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Reference Prices and Nominal Rigidities

  • Martin Eichenbaum
  • Nir Jaimovich
  • Sergio Rebelo

We assess the importance of nominal rigidities using a new weekly scanner data set. We find that nominal rigidities are important but do not take the form of sticky prices. Instead, they take the form of inertia in reference prices and costs, defined as the most common prices and costs within a given quarter. Reference prices are particularly inertial and have an average duration of roughly one year, even though weekly prices change roughly every two weeks. We document the relation between prices and costs and find sharp evidence of state dependence in the probability of reference price changes and in the magnitude of these changes. We use a simple model to argue that reference prices and costs are useful statistics for macroeconomic analysis.

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File URL: http://www.nber.org/papers/w13829.pdf
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Paper provided by National Bureau of Economic Research, Inc in its series NBER Working Papers with number 13829.

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Date of creation: Mar 2008
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Publication status: published as Martin Eichenbaum, Nir Jaimovich and Sergio Rebelo, `Reference Prices and Nominal Rigidities’, American Economic Review , February 2011, vol. 101, issue 1, 242 272.
Handle: RePEc:nbr:nberwo:13829
Note: EFG ME
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  1. Ben Eden & Jeff Campbell, 2004. "Rigid Prices: Evidence from US scanner data," 2004 Meeting Papers 461, Society for Economic Dynamics.
  2. Judith A. Chevalier & Anil K. Kashyap & Peter E. Rossi, 2000. "Why Don't Prices Rise During Periods of Peak Demand? Evidence from Scanner Data," NBER Working Papers 7981, National Bureau of Economic Research, Inc.
  3. Mikhail Golosov & Robert E. Lucas Jr., 2007. "Menu Costs and Phillips Curves," Journal of Political Economy, University of Chicago Press, vol. 115, pages 171-199.
  4. Lawrence J. Christiano & Martin Eichenbaum & Charles Evans, 2001. "Nominal rigidities and the dynamic effects of a shock to monetary policy," Working Paper 0107, Federal Reserve Bank of Cleveland.
  5. Frank Smets & Raf Wouters, 2002. "An estimated dynamic stochastic general equilibrium model of the euro area," Working Paper Research 35, National Bank of Belgium.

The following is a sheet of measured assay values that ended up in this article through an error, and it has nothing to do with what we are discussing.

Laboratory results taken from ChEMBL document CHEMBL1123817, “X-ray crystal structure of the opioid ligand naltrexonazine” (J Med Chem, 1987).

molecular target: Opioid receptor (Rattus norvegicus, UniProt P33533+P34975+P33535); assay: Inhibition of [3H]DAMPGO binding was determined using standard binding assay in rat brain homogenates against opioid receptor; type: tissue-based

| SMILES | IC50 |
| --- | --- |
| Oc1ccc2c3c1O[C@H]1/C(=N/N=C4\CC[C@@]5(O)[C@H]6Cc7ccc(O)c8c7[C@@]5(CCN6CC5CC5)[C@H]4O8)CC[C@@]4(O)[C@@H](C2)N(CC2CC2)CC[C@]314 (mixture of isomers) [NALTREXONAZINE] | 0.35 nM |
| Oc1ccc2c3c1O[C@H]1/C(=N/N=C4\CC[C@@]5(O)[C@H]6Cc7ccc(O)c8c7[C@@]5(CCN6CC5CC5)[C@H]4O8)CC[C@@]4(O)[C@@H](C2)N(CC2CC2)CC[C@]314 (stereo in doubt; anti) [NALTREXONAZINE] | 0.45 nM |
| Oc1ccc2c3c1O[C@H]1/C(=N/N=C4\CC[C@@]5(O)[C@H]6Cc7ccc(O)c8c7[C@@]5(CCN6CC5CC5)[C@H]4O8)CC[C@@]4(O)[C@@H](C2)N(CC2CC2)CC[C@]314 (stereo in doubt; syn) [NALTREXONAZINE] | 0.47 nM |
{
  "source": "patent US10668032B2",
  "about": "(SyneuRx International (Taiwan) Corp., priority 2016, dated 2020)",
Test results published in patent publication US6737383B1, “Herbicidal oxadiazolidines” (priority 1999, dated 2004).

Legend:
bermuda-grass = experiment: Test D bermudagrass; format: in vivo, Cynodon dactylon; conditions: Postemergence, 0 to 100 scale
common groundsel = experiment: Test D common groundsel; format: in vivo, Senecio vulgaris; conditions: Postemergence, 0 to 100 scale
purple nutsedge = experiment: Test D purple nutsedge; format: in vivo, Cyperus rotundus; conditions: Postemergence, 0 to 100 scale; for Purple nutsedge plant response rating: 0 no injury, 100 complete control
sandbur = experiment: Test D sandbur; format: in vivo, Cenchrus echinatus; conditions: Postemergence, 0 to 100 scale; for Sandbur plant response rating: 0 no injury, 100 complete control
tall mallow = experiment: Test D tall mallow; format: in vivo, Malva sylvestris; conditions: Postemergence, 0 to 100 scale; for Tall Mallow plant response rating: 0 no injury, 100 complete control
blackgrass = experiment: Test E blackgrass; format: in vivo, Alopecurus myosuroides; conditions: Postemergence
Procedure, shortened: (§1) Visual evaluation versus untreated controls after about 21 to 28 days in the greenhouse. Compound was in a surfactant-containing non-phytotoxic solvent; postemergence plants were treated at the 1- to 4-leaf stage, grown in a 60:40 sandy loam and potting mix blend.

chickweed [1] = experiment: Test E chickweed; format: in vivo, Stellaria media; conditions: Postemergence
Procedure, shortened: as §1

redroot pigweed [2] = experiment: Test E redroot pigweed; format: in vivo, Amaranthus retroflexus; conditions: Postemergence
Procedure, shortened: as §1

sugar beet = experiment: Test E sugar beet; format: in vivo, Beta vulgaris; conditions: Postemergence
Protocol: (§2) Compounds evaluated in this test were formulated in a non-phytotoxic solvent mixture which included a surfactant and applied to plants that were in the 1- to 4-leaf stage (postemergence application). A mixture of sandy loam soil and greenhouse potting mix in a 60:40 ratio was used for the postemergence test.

6. Emi Nakamura & Jón Steinsson, 2008. "Five Facts about Prices: A Reevaluation of Menu Cost Models," The Quarterly Journal of Economics, MIT Press, vol. 123(4), pages 1415-1464, November.
  7. David Altig & Lawrence J. Christiano & Martin Eichenbaum & Jesper Linde, 2010. "Firm-specific capital, nominal rigidities and the business cycle," International Finance Discussion Papers 990, Board of Governors of the Federal Reserve System (U.S.).
  8. Virgiliu Midrigan, 2005. "Menu Costs, Multi-Product Firms and Aggregate Fluctuations," Macroeconomics 0511004, EconWPA.
  9. Gali, Jordi & Gertler, Mark, 1999. "Inflation dynamics: A structural econometric analysis," Journal of Monetary Economics, Elsevier, vol. 44(2), pages 195-222, October.
  10. Mark Bils & Peter J. Klenow, 2004. "Some Evidence on the Importance of Sticky Prices," Journal of Political Economy, University of Chicago Press, vol. 112(5), pages 947-985, October.
  11. Miles S. Kimball & Michael Woodford, 1994. "The quantitative analysis of the basic neomonetarist model," Proceedings, Federal Reserve Bank of Cleveland, pages 1241-1289.
  12. Burstein, Ariel Tomas & Hellwig, Christian, 2007. "Prices and Market Shares in a Menu Cost Model," CEPR Discussion Papers 6504, C.E.P.R. Discussion Papers.
  13. Julio Rotemberg & Michael Woodford, 1997. "An Optimization-Based Econometric Framework for the Evaluation of Monetary Policy," NBER Chapters, in: NBER Macroeconomics Annual 1997, Volume 12, pages 297-361 National Bureau of Economic Research, Inc.
  14. Calvo, Guillermo A., 1983. "Staggered prices in a utility-maximizing framework," Journal of Monetary Economics, Elsevier, vol. 12(3), pages 383-398, September.
  15. Patrick J. Kehoe & Virgiliu Midrigan, 2007. "Sales and the real effects of monetary policy," Working Papers 652, Federal Reserve Bank of Minneapolis.
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